Raining on Wisconsin’s Parade (Sort Of)
By Paul Myerberg // Mar 29, 2012
Continuity, the supporting cast and the knowledge that he’d be in good hands are the prime factors that drew Danny O’Brien to Wisconsin ahead of Penn State, Vanderbilt and Mississippi, the other three schools on his final shortlist of transfer destinations. O’Brien touched on these points during yesterday’s teleconference, saying that “the vibe [he] got at Wisconsin was special,” and noting how the path blazed by Russell Wilson last fall proved that it’s possible — especially in Madison — for a transfer to hit the ground running at a high level during his first season in a new offense.
At this time yesterday, the Badgers’ two-deep at quarterback featured sophomore Joe Brennan as the starter and former walk-on Joel Stave, a redshirt freshman, as his backup. This was due to injuries to Wisconsin’s three other options — Curt Phillips’ knee, Jon Budmayr’s elbow and Bart Houston’s shoulder.
In his university-issued statement yesterday afternoon, Bret Bielema made it clear that O’Brien was not guaranteed anything more than an equal chance at the starting nod. “As is the case with any player who joins our program, we have not promised Danny anything other than the chance to come in during the fall and compete for the starting quarterback position. He understands that and is excited for that opportunity.”
The depth chart will shuffle, but not until the fall. O’Brien still needs to earn his degree at Maryland, which will keep him in College Park through May. During his teleconference, O’Brien said that he’ll leave for Madison shortly after graduation in order to participate in summer workouts. He’ll follow the same timetable that Wilson was on last year.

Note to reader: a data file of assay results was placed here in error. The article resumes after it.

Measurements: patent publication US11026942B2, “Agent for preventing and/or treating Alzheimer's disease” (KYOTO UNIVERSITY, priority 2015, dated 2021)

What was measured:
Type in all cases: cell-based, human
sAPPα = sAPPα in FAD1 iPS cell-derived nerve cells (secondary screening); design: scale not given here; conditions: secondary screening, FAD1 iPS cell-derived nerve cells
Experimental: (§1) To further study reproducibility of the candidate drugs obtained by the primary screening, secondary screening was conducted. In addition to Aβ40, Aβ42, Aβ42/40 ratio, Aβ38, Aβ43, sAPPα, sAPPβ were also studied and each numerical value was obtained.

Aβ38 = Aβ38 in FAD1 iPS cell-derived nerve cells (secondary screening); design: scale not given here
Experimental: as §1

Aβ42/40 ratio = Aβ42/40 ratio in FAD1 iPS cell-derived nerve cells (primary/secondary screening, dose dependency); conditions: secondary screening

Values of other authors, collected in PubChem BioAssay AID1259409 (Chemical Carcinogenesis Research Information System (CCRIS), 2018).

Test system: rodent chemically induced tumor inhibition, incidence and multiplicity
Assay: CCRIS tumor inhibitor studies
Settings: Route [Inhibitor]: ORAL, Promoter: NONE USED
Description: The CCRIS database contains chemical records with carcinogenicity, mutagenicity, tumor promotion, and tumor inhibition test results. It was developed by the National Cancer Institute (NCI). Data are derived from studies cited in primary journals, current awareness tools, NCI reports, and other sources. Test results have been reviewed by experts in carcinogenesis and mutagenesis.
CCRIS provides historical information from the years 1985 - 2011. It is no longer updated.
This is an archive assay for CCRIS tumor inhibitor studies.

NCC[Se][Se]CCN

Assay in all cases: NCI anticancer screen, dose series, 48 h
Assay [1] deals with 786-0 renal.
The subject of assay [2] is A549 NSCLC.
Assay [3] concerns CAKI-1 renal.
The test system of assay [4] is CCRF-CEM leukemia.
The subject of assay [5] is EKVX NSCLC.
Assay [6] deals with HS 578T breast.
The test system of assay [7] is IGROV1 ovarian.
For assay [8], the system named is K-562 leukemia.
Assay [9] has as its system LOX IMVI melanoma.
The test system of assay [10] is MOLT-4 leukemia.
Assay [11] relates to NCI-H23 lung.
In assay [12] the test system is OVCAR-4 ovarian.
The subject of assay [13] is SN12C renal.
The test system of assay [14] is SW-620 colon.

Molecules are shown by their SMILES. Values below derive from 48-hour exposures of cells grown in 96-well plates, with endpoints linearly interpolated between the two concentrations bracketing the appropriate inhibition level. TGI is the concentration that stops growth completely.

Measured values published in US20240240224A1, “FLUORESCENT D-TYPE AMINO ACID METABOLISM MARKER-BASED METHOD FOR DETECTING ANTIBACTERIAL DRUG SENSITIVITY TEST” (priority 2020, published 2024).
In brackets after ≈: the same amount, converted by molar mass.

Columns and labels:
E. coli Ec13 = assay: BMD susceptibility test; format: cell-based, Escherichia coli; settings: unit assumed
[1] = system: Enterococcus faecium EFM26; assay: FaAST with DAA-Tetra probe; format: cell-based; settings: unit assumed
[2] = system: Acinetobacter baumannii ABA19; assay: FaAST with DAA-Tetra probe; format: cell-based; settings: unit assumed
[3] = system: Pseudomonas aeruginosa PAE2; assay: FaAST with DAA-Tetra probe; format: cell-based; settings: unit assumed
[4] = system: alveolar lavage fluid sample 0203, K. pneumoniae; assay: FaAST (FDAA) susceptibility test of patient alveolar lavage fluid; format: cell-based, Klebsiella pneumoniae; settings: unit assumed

But by August, look for the depth chart to read as follows: O’Brien, Brennan, Stave. If he recovers some of the arm strength robbed by his nerve issues, Budmayr should end up as O’Brien’s backup; if he can’t, look for Wisconsin to try to gain a medical redshirt for either 2011 or 2012.
This would slow Budmayr’s clock by a year: currently a redshirt junior, Budmayr would exhaust his eligibility at the same time as O’Brien if the Badgers fail to land him a hardship waiver. In a perfect world, perhaps, Wisconsin would have a healthy Budmayr, then a sixth-year senior, compete with Houston for the starting role after O’Brien’s two years with the program.
This is putting the cart well ahead of the horse. But as we’ve seen over the last two years, Wisconsin needs to do a better job planning for the future at the quarterback position. Bielema’s recruiting strategy is to recruit only one quarterback and one running back in each class. This hasn’t hurt him at running back, but the strategy is to blame for his team’s quarterback woes.
It has opened Wisconsin up to the everyday issues that occur with every team: injuries and attrition. Others offset such losses by taking three or more quarterbacks over a two-year span; over the same period, the Badgers add only a pair of options at the position.
How much longer can Wisconsin afford to roll the dice with high-profile transfers? One factor that’s gone under the radar in terms of O’Brien’s addition is that he has two years of eligibility remaining, unlike in Wilson’s case. What that does for the Badgers is allow them to develop Houston, Brennan and another youngster — in the recruiting class of 2013 — while O’Brien holds down the fort.
At some point, however, the Badgers need to hit a home run with its own quarterback, not a rental from another B.C.S. conference. It’s somewhat easy to forget that for the better part of a decade, Wisconsin’s quarterback consistency was the envy of all but a select few F.B.S. programs. From 2000 through 2010, the Badgers had multiple-year starters in Brooks Bollinger, Jim Sorgi, John Stocco and Scott Tolzien.
Landing O’Brien waylays the overriding concerns over the quarterback position for at least two years. In 2014, after he’s exhausted his eligibility, Wisconsin may be back in the same boat. It would be foolish for Bielema to simply take the same tack — entering the transfer pool — when looking for his next starter two years down the road.
O’Brien is a Band-Aid in the same way that Wilson was a Band-Aid, with the difference being that O’Brien is a two-year rental. There’s nothing wrong with this: If he’s anything like Wilson, O’Brien might lead the Badgers to even greater heights in 2012 and 2013. But lightning rarely strikes twice. Even if O’Brien is a hit — and here’s guessing he will be — it’s even less likely that lightning will strike a third time in 2014.
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